There are people who believe that the drive to help others who are in difficulty is not generated by any real altruism or generosity, but – on the contrary – only serves to satisfy the personal and selfish need for gratification and fulfilment.

I have reflected on this apparent paradox, because it could objectively conceal an element of truth that is disturbing.

The conclusions I reached left me fairly reassured, as I am convinced that there is a substantial difference between the following two words, which are normally held to be synonymous: charity and solidarity.

Charity is almost always a random, impromptu act, perhaps brought about by the embarrassment and the sense of guilt that one feels when faced with a blatantly uncomfortable situation, to which one responds, undoubtedly in a respectable manner, yet does not ponder over the problem of how and why the situation came to be and, above all, over the dignity of the person who benefits from the charitable gesture.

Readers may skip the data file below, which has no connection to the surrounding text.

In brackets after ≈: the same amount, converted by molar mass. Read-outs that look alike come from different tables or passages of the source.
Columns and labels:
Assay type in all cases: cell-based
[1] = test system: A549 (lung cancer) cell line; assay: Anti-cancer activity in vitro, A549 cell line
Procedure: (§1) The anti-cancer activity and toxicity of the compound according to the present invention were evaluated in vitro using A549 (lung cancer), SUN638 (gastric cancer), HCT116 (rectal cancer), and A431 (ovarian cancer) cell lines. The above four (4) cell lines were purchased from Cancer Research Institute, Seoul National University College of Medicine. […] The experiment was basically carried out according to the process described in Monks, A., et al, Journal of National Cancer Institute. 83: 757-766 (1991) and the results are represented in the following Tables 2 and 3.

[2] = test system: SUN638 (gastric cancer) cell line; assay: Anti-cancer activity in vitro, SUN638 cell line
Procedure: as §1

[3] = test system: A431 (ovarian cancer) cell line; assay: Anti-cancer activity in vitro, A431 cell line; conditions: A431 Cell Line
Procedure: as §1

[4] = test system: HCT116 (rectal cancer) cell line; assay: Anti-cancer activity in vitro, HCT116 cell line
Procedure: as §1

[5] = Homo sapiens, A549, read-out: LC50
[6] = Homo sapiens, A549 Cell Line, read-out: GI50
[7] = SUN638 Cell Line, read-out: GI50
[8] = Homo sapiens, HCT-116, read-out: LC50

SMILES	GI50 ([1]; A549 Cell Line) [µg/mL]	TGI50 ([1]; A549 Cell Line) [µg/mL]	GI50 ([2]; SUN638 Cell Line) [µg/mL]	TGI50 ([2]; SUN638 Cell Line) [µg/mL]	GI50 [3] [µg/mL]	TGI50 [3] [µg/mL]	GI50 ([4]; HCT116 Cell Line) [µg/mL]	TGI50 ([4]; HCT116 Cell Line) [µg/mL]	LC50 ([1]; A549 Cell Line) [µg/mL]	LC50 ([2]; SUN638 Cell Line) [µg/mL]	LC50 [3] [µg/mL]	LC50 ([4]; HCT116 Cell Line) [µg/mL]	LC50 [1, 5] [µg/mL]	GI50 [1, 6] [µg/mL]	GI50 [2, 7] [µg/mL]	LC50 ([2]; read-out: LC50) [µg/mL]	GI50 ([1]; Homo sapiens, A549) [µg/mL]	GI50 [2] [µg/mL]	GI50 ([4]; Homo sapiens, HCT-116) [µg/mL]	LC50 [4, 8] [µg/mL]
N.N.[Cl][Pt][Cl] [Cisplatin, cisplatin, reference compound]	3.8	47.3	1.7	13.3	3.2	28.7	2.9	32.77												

The concept of solidarity is different. It implies a considered, aware and often structured act of sharing of what one has with a person who finds themselves – perhaps by chance and temporarily – in difficulty. The thing shared is not always and not only material and is not necessarily possessed in abundance. The focus on dignity is crucial and, when possible, tact and discretion too. At the same time, it would also be desirable to strive to remove the causes, which are often social in nature, that led to the situation in the first place.  However, in-depth analysis of this topic risks digressing into inappropriate debates, generated by different, albeit legitimate, personal convictions.

That is what I think and what I try to put into practice. This is what I am finding and experiencing at ABF. This is the reason that drives me to be here.